Traditionally, Christmas is celebrated by decorating trees (similar to Buddhists decorating trees for Vesak), giving Christmas cards (similar to Muslim practices during Ramadan), and the giving of gifts (what good business person doesn’t understand the economic impact of that?).

The person of Christ is also at the center of the holiday. Whereas Buddha, Haile Selassie, and Muhammad remain at the center of celebration in other cultures, the mere mention of Christ in western workplaces has been deemed offensive in recent years.

I’m scratching my head.

Picture yourself in the Far East, trying to squelch all mention of Buddha in the workplace and see how far you go.

Picture yourself in Jamaica trying to say Haile Selassie is for private discussion only and see what happens to you.

Picture yourself trying to quell all Ramadan practices in the Arab workplace and … well, you get the picture.

Facts are facts. No matter where I look in the laws of western culture, I can’t find anyplace where being offended is cause for someone else to stop what they’re doing.

If people wouldn’t demand that an Arab business owner in a predominantly Arab country stop all mention and practices of Ramadan, they certainly can’t demand that a Christian business owner in a predominately Christian country stop all mention and practices of Christmas. Or can they?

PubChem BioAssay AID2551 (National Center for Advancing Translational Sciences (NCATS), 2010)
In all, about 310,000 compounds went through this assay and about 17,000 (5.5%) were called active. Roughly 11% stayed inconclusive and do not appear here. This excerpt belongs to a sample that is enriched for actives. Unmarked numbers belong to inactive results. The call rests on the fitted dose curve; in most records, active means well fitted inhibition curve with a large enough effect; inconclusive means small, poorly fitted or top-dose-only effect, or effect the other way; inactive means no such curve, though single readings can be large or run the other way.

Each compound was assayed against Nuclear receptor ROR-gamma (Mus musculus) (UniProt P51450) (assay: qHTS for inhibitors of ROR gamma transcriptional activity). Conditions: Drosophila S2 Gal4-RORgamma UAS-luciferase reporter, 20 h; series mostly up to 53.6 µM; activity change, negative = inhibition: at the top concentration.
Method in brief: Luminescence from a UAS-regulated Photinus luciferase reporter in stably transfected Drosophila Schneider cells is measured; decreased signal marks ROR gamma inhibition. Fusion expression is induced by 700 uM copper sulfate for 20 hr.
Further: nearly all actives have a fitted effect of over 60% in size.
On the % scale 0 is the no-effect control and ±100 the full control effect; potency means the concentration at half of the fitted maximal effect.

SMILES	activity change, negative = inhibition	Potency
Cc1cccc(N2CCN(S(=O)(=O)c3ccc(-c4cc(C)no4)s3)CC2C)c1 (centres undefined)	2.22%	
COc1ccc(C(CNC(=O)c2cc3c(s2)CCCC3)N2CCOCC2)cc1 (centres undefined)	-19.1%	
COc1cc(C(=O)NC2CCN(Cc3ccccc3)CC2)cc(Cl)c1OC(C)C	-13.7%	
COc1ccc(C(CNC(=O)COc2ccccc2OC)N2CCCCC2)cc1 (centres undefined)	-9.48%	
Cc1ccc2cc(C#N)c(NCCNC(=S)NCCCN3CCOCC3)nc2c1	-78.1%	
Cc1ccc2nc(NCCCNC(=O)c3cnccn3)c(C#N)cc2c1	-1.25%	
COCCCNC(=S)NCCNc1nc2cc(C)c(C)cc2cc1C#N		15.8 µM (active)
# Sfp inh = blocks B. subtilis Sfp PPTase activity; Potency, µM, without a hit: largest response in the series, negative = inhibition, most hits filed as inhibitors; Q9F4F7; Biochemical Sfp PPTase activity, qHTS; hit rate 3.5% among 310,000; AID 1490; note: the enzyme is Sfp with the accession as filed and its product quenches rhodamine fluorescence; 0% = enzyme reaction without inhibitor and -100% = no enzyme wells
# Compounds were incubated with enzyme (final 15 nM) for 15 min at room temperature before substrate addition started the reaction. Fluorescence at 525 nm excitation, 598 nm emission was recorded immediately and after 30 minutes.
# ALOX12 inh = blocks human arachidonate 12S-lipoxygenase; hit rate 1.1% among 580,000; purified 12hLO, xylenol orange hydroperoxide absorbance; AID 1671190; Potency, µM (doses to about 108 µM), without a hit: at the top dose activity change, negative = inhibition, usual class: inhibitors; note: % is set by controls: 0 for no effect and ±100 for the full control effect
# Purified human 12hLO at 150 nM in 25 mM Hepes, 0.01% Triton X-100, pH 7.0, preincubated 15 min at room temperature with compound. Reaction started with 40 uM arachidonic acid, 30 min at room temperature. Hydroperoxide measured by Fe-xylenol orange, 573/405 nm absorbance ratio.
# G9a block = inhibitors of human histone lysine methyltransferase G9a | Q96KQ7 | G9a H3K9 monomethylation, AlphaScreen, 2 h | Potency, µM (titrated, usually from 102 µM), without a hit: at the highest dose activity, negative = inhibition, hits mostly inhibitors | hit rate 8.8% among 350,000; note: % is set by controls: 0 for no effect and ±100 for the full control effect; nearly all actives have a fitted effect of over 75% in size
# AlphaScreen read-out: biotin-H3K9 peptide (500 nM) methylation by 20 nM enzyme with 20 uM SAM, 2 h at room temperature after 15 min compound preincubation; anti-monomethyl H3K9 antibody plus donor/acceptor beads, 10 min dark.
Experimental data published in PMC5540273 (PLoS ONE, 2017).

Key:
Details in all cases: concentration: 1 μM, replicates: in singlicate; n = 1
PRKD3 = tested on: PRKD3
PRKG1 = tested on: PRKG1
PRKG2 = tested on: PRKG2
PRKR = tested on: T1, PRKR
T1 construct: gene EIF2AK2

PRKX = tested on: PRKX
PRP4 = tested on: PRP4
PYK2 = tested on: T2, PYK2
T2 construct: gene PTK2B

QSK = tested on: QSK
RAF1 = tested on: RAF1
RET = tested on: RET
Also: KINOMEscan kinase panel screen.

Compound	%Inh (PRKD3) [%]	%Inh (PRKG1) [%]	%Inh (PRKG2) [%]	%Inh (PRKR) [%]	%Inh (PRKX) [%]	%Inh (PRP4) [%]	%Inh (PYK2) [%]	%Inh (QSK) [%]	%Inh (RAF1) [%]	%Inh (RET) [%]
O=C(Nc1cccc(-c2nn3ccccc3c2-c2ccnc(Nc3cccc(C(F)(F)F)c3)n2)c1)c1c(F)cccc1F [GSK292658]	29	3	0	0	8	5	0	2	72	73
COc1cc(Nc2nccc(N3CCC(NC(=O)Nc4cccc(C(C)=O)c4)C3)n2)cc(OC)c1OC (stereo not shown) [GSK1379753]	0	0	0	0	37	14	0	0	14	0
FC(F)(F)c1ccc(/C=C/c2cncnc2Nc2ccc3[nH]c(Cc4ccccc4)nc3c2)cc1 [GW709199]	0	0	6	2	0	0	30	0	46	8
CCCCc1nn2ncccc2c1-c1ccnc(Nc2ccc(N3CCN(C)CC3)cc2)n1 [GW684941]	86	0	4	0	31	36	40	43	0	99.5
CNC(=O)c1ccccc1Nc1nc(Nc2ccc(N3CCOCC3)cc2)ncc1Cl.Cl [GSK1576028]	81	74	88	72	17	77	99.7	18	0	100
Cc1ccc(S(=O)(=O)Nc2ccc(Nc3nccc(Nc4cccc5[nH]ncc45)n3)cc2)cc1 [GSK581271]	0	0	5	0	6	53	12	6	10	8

Can you say “double standard?”

Facts are facts, and let’s not confuse them: The majority of people in America go to Christian churches and 90 per cent say they believe in God. And the first amendment of the US Constitution says that congress shall make no laws prohibiting the free exercise of religion.

So go for it, business owners. If you feel like celebrating Christmas in your workplace, you have world-wide precedent for doing so. Don’t let the facts get confusing. Exercise your rights if you so choose. It is, as they say, the most wonderful time of the year!

Merry Christmas!

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About The Author

Dan Bobinski
Dan Bobinski